The concept of ‘open banking’ has been gaining traction around the world. The fundamental aim of open banking is to improve customer choice and competition in the financial services industry through the more widespread sharing of data and better use of technology.
In the UK, for example, it has been proposed that customers and small businesses should be able to share their data securely with other banks and third parties. This would allow them to take more control of their financial situation and hold accounts with multiple providers.
This focus on boosting integration and tackling fragmentation in financial services could lay the groundwork for a new-look industry in which omnichannel banking is more important than ever.
The journey towards open banking
Towards the end of 2016, we saw some significant progress towards open banking. The UK Competition and Markets Authority (CMA) said it was “taking the next step towards introducing open banking“, as it launched a consultation on 17 proposed reforms to “make banks work harder for their customers”. The CMA wants banks to be ready to start implementing open banking measures by early 2018.
In Australia, meanwhile, the House of Representatives Standing Committee on Economics tabled its first report on retail banking as part of an ongoing review of the sector. One of the key recommendations to the government is that banks should be forced to open up access to customer data by July 2018, making account switching easier.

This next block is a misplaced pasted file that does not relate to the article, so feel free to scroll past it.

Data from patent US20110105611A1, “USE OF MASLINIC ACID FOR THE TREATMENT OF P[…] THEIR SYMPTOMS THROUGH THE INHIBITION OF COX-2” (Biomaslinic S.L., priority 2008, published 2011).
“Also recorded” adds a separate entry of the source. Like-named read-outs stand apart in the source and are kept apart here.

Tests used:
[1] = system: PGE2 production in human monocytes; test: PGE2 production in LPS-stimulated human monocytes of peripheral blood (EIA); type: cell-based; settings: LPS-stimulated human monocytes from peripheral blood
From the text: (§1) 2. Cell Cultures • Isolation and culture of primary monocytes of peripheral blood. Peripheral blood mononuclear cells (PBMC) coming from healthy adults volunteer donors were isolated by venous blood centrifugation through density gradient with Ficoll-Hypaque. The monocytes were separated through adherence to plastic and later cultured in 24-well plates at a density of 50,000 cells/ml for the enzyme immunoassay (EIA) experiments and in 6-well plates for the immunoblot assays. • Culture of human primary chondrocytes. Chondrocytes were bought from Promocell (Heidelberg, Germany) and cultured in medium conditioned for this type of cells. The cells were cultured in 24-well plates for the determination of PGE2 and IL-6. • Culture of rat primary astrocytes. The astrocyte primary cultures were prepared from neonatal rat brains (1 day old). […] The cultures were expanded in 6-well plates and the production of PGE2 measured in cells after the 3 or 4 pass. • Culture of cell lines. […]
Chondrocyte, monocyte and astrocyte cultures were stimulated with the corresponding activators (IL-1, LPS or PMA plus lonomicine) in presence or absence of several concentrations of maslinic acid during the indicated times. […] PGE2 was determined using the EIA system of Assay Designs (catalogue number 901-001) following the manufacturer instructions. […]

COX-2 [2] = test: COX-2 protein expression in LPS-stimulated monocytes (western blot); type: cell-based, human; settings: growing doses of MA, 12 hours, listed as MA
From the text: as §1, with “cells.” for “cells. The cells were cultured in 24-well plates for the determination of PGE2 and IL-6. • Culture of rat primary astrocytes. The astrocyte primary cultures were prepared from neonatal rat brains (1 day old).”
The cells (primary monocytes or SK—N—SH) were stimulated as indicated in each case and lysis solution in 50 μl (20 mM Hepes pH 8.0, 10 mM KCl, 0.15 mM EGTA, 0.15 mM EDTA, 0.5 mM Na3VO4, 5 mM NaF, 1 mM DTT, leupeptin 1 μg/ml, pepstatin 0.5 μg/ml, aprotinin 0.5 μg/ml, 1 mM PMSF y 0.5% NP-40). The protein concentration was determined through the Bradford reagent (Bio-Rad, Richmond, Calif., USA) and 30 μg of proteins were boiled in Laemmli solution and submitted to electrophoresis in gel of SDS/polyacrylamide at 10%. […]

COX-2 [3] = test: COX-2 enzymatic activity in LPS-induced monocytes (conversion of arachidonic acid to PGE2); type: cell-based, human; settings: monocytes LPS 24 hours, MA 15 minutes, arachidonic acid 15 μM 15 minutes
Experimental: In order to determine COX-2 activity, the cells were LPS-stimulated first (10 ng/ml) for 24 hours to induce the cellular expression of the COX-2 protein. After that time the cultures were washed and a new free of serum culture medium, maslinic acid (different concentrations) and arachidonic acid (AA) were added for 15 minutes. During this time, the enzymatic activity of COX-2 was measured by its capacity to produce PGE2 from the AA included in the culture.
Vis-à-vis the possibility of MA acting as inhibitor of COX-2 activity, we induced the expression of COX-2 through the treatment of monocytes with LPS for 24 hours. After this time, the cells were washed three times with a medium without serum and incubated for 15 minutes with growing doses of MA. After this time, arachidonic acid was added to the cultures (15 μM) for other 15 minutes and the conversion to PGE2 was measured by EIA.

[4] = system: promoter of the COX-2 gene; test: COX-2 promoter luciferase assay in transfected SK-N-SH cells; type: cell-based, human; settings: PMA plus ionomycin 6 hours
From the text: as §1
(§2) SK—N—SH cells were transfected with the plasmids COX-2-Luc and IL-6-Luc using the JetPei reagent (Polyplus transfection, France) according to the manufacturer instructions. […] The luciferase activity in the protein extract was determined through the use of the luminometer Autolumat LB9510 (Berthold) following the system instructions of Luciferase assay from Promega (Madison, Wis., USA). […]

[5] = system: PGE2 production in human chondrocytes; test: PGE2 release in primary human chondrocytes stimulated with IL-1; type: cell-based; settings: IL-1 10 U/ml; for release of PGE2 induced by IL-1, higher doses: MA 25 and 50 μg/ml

These measures received a mixed response, with the Customer Owned Banking Association (COBA) saying there must be a distinction between changes that are “unambiguously pro-competitive” and those that could in fact limit competition by placing additional pressure on all banks.
“For example, recommendation four would force all banking institutions to embrace ‘open banking’ in barely 18 months despite concerns that this could be ‘prohibitively expensive’,” said the group’s chief executive officer, Mark Degotardi.
“COBA’s view is that ‘open banking’ has tremendous potential to empower consumers but forcing all banking institutions into an unrealistic implementation timetable would just harm competition.”
Promoting omnichannel in a more integrated industry
There is much scope for debate about the financial and practical demands of open banking and the timetable of its introduction, but it’s clear that banks need to be prepared for the impact this concept will have on the industry.
Open banking is just one example of how the financial services sector is becoming more dynamic and integrated. Challenger banks and fintechs are stimulating competition and giving established institutions more opportunities for collaboration. In the EU, the gradual implementation of PSD2 over the course of 2017 will open up the payments market to new, innovative competitors.
For financial institutions, these changes will mean increased customer expectations for a consistent, coherent experience across all channels and technologies. Omnichannel banking will be more important than ever, because consumers will become increasingly accustomed to using various methods and platforms to manage their money.
Furthermore, delivering a genuinely omnichannel experience – one that gives customers the flexibility to start a transaction on one channel and continue it on another, for example – could prove crucial to staying ahead of the competition.
Today’s consumers want choice, and with so much focus on increasing competition in retail banking, banks will need to offer a rewarding, relevant omnichannel experience to maintain and expand their customer base.